Lots of kids in China think their parents picked them up in a garbage bin, when asked how they came into the world.
A special report from China Central Television asked this question on the street and got many absurd answers.
One middle-aged woman said her mother told her she had been found on a pile of stones, adding," I don't believe a word of that." She later told her own son he was found on the side of the road.
Two others replied their parents told them they'd sprung from holes in the ground. Another said his mother told him he had jumped from under a rock while she was herding goats.
A university student said she spent years believing that she'd come from her mother's armpit. "I knew nothing about sex until college," she said. "It has taken me a long time to overcome the embarrassment and fear to embrace the idea of sex."
Is it so bad to explain the birds and the bees in China?
While educators say it's good for children to have sex education in the classroom, either the parents don't want it to be taught in the classrooms or the school administrators think it's wasting valuable class time for other subjects.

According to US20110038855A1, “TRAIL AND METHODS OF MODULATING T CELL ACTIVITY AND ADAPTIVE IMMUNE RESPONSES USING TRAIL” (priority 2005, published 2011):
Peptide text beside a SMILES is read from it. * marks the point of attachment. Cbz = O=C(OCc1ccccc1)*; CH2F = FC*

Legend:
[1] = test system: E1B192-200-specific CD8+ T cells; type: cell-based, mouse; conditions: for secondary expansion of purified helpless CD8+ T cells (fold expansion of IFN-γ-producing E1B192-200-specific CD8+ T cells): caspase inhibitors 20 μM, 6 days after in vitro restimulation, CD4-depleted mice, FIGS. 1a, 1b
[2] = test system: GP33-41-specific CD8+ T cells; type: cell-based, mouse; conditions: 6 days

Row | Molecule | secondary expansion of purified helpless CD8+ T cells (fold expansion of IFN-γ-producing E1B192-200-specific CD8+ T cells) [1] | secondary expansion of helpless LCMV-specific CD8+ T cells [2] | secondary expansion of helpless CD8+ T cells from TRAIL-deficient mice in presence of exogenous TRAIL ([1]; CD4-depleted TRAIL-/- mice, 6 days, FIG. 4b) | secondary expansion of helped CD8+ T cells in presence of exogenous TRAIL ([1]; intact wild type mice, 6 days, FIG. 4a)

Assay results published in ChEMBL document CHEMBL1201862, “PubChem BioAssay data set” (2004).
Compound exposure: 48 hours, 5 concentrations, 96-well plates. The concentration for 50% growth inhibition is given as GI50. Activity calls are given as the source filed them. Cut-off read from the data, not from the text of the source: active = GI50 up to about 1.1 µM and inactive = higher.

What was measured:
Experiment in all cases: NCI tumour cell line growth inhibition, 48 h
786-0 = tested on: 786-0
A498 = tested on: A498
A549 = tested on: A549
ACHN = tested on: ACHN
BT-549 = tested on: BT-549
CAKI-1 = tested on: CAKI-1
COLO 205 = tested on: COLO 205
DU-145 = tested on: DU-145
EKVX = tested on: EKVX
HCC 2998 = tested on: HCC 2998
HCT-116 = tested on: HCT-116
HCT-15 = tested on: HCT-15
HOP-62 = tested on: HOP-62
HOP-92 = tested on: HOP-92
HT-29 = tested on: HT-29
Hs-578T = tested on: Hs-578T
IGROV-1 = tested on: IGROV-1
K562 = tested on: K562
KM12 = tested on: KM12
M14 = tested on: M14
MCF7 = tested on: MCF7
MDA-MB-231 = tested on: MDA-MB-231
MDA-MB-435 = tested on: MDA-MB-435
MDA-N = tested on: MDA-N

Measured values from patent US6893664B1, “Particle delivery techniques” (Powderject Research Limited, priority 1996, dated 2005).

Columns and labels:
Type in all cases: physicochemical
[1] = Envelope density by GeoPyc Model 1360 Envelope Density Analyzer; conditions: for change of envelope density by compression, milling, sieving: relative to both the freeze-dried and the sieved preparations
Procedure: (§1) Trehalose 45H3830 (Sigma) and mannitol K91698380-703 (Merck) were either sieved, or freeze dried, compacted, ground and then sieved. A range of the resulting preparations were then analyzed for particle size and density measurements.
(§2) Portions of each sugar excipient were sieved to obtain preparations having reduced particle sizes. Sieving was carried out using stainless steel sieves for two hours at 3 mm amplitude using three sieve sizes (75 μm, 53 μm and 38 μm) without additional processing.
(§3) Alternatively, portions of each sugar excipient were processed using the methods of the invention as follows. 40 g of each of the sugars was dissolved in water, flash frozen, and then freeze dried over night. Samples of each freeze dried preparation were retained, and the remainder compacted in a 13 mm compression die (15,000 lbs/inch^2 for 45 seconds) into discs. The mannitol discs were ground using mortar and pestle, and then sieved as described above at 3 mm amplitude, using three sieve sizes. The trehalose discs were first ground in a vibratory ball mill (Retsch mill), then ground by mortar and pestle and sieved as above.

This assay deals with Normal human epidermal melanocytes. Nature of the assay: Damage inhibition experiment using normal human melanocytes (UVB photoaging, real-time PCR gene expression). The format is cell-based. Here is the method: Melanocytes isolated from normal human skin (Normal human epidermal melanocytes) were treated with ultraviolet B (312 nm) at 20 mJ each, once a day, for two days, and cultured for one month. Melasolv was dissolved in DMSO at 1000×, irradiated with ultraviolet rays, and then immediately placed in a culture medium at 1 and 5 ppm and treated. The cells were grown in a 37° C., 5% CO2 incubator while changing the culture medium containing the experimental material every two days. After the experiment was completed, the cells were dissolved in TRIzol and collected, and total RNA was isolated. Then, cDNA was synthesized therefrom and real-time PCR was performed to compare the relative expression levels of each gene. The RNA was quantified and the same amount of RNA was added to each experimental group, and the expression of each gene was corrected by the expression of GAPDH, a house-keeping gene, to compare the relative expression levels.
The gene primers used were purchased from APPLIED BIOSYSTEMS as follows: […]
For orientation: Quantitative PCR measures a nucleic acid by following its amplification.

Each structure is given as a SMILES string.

And some experts are now calling for children in kindergarten to have classes on sex education so that they know the signs of sexual abuse, teen pregnancies and the perils of experimentation.
Liu Wenli, a professor with Beijing Normal University's National Key Laboratory of Cognitive Neuroscience and Learning, explained that there have been cases of children touching their classmates' genitals or masterbating in class. There was also a case of a girl who inserted a battery in her vagina.
Sex education is a must, especially today with societal attitudes changing so quickly in one generation in China. Many young people think abortion is the only form of birth control, and that kissing doesn't make one pregnant.
Hopefully this CCTV report will spark national discussion about sex education in China with the premise that arming children with more education is the best thing to do for the next generation.